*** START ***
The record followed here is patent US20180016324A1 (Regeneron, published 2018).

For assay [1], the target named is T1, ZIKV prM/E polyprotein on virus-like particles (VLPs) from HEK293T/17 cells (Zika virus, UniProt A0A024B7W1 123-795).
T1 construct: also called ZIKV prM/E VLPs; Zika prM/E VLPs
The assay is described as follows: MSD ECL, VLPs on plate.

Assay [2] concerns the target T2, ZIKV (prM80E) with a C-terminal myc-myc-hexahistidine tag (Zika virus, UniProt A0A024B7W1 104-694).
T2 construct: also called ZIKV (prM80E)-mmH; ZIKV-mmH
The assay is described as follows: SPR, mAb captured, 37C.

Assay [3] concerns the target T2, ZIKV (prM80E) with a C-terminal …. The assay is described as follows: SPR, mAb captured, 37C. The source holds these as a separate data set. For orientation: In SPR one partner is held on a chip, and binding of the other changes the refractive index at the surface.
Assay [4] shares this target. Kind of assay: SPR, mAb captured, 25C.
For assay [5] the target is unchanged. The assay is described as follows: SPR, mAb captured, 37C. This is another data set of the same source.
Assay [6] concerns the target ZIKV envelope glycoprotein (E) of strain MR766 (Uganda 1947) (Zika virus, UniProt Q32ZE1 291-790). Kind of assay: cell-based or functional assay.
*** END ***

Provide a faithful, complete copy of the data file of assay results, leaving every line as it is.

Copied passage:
The record followed here is patent US20180016324A1 (Regeneron, published 2018).

For assay [1], the target named is T1, ZIKV prM/E polyprotein on virus-like particles (VLPs) from HEK293T/17 cells (Zika virus, UniProt A0A024B7W1 123-795).
T1 construct: also called ZIKV prM/E VLPs; Zika prM/E VLPs
The assay is described as follows: MSD ECL, VLPs on plate.

Assay [2] concerns the target T2, ZIKV (prM80E) with a C-terminal myc-myc-hexahistidine tag (Zika virus, UniProt A0A024B7W1 104-694).
T2 construct: also called ZIKV (prM80E)-mmH; ZIKV-mmH
The assay is described as follows: SPR, mAb captured, 37C.

Assay [3] concerns the target T2, ZIKV (prM80E) with a C-terminal …. The assay is described as follows: SPR, mAb captured, 37C. The source holds these as a separate data set. For orientation: In SPR one partner is held on a chip, and binding of the other changes the refractive index at the surface.
Assay [4] shares this target. Kind of assay: SPR, mAb captured, 25C.
For assay [5] the target is unchanged. The assay is described as follows: SPR, mAb captured, 37C. This is another data set of the same source.
Assay [6] concerns the target ZIKV envelope glycoprotein (E) of strain MR766 (Uganda 1947) (Zika virus, UniProt Q32ZE1 291-790). Kind of assay: cell-based or functional assay.